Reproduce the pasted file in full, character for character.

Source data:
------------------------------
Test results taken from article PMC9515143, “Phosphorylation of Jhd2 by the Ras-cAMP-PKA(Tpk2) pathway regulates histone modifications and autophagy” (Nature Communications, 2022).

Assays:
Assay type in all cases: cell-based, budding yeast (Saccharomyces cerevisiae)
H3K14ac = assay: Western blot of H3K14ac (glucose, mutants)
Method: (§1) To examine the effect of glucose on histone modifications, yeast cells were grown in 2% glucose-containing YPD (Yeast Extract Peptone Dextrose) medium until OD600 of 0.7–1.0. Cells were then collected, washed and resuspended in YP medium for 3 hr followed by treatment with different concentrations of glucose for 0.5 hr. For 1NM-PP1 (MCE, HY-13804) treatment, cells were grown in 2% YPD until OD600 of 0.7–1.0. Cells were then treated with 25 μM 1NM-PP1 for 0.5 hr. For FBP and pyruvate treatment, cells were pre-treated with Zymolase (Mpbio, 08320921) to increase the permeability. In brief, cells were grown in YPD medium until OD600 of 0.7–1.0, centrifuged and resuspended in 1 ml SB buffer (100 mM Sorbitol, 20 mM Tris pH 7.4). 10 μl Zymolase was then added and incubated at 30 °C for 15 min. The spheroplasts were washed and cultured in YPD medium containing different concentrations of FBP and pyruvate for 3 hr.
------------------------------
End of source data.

Test results taken from article PMC9515143, “Phosphorylation of Jhd2 by the Ras-cAMP-PKA(Tpk2) pathway regulates histone modifications and autophagy” (Nature Communications, 2022).

Assays:
Assay type in all cases: cell-based, budding yeast (Saccharomyces cerevisiae)
H3K14ac = assay: Western blot of H3K14ac (glucose, mutants)
Method: (§1) To examine the effect of glucose on histone modifications, yeast cells were grown in 2% glucose-containing YPD (Yeast Extract Peptone Dextrose) medium until OD600 of 0.7–1.0. Cells were then collected, washed and resuspended in YP medium for 3 hr followed by treatment with different concentrations of glucose for 0.5 hr. For 1NM-PP1 (MCE, HY-13804) treatment, cells were grown in 2% YPD until OD600 of 0.7–1.0. Cells were then treated with 25 μM 1NM-PP1 for 0.5 hr. For FBP and pyruvate treatment, cells were pre-treated with Zymolase (Mpbio, 08320921) to increase the permeability. In brief, cells were grown in YPD medium until OD600 of 0.7–1.0, centrifuged and resuspended in 1 ml SB buffer (100 mM Sorbitol, 20 mM Tris pH 7.4). 10 μl Zymolase was then added and incubated at 30 °C for 15 min. The spheroplasts were washed and cultured in YPD medium containing different concentrations of FBP and pyruvate for 3 hr.